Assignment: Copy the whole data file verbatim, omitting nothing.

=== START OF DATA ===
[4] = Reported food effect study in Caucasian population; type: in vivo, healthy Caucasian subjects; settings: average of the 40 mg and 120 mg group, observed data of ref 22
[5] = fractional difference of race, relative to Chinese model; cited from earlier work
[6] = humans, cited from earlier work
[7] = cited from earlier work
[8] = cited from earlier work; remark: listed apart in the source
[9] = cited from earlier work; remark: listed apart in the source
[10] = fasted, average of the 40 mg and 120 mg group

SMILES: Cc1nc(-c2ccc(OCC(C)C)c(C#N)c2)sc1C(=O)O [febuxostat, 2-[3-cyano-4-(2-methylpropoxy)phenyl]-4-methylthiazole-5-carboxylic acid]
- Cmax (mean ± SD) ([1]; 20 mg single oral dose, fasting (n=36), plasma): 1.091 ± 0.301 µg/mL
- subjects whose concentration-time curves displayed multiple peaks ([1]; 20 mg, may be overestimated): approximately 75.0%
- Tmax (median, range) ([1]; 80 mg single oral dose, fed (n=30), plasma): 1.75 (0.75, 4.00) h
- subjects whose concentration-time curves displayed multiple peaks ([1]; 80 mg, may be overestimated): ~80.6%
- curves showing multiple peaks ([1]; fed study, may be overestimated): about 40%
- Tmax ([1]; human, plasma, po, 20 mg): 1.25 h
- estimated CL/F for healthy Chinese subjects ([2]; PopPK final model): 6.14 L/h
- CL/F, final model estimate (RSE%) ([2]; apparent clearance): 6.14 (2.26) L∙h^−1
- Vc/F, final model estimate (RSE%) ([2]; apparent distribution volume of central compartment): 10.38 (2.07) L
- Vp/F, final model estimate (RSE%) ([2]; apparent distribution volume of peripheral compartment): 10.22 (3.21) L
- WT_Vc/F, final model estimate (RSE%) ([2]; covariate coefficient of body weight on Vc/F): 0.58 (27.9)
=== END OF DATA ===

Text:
[4] = Reported food effect study in Caucasian population; type: in vivo, healthy Caucasian subjects; settings: average of the 40 mg and 120 mg group, observed data of ref 22
[5] = fractional difference of race, relative to Chinese model; cited from earlier work
[6] = humans, cited from earlier work
[7] = cited from earlier work
[8] = cited from earlier work; remark: listed apart in the source
[9] = cited from earlier work; remark: listed apart in the source
[10] = fasted, average of the 40 mg and 120 mg group

SMILES: Cc1nc(-c2ccc(OCC(C)C)c(C#N)c2)sc1C(=O)O [febuxostat, 2-[3-cyano-4-(2-methylpropoxy)phenyl]-4-methylthiazole-5-carboxylic acid]
- Cmax (mean ± SD) ([1]; 20 mg single oral dose, fasting (n=36), plasma): 1.091 ± 0.301 µg/mL
- subjects whose concentration-time curves displayed multiple peaks ([1]; 20 mg, may be overestimated): approximately 75.0%
- Tmax (median, range) ([1]; 80 mg single oral dose, fed (n=30), plasma): 1.75 (0.75, 4.00) h
- subjects whose concentration-time curves displayed multiple peaks ([1]; 80 mg, may be overestimated): ~80.6%
- curves showing multiple peaks ([1]; fed study, may be overestimated): about 40%
- Tmax ([1]; human, plasma, po, 20 mg): 1.25 h
- estimated CL/F for healthy Chinese subjects ([2]; PopPK final model): 6.14 L/h
- CL/F, final model estimate (RSE%) ([2]; apparent clearance): 6.14 (2.26) L∙h^−1
- Vc/F, final model estimate (RSE%) ([2]; apparent distribution volume of central compartment): 10.38 (2.07) L
- Vp/F, final model estimate (RSE%) ([2]; apparent distribution volume of peripheral compartment): 10.22 (3.21) L
- WT_Vc/F, final model estimate (RSE%) ([2]; covariate coefficient of body weight on Vc/F): 0.58 (27.9)